Gunscape's aim to give users a simple way to create and share their own arenas and campaigns is no small feat, but Blowfish Studios has managed to achieve it using an editor that is already familiar to gamers. The main downside is that the game's stability issues can be a major hindrance and lead to more frustration. The main benefit of Gunscape is that there will always be something new to play and more levels to discover thanks to the online community, giving players a virtually endless pool of maps to try out. If you have a large imagination and will spend hours creating the perfect map, this game is for you.
The HITMAN "Intro Pack" tries to squeeze out as much gameplay as it can from a limited amount of content. While it succeeds in doing so, it also has a tendency to become quite repetitive and long loading times have a tendency to hinder the experience. What it does do is create a solid foundation upon which the rest of the content can build.
Stikbold! may not be as serious as the typical sports title to which we have become accustomed, but the game is easy to pick up and provides equal amounts of challenge, fun and off-the-wall ridiculousness. The lack of online multiplayer seems like a major oversight from the developer and the short story mode and limited numbers of stages might put players off who are looking for something to play by themselves for an extended period of time. However, if you get a few friends together, Stikbold! becomes the ideal party game that is just a good bit of fun.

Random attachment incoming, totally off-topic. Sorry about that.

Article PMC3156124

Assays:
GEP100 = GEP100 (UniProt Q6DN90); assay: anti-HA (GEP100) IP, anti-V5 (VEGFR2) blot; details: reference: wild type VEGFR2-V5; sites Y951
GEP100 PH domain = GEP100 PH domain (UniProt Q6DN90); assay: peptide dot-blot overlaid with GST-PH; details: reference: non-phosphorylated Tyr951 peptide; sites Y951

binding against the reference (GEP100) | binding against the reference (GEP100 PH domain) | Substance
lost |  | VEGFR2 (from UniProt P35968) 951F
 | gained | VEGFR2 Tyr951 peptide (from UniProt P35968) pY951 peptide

Hard Reset Redux is a fairly competent FPS that channels the pace and tenacity of the old school shooters that inspired it. Unfortunately, there just isn’t enough meat on the bone for it to be great. The world is largely repetitive, enemies aren't particularly interesting, and the story is almost non-existent. Although it does show its age and suffers slightly from some frame rate issues, it is a decent, challenging game that will interest those with a fondness for the classic FPS games of years gone by.
The Incredible Adventures of Van Helsing II builds upon the original foundation, but it is still an average Action-RPG that features the usual genre tropes. Unfortunately, there is very little to set it apart from its predecessor, let alone the rest of the ARPG crowd.
Team 17 has done a great job at balancing the power and weaknesses of the new mechanics so that they feel like natural additions to the Worms world, and while some of the old weapons haven't returned this time, the game never feels like it is reducing your tactical choices. Worms W.M.D continues to deliver exactly what we have come to expect from the series and fans will not be disappointed.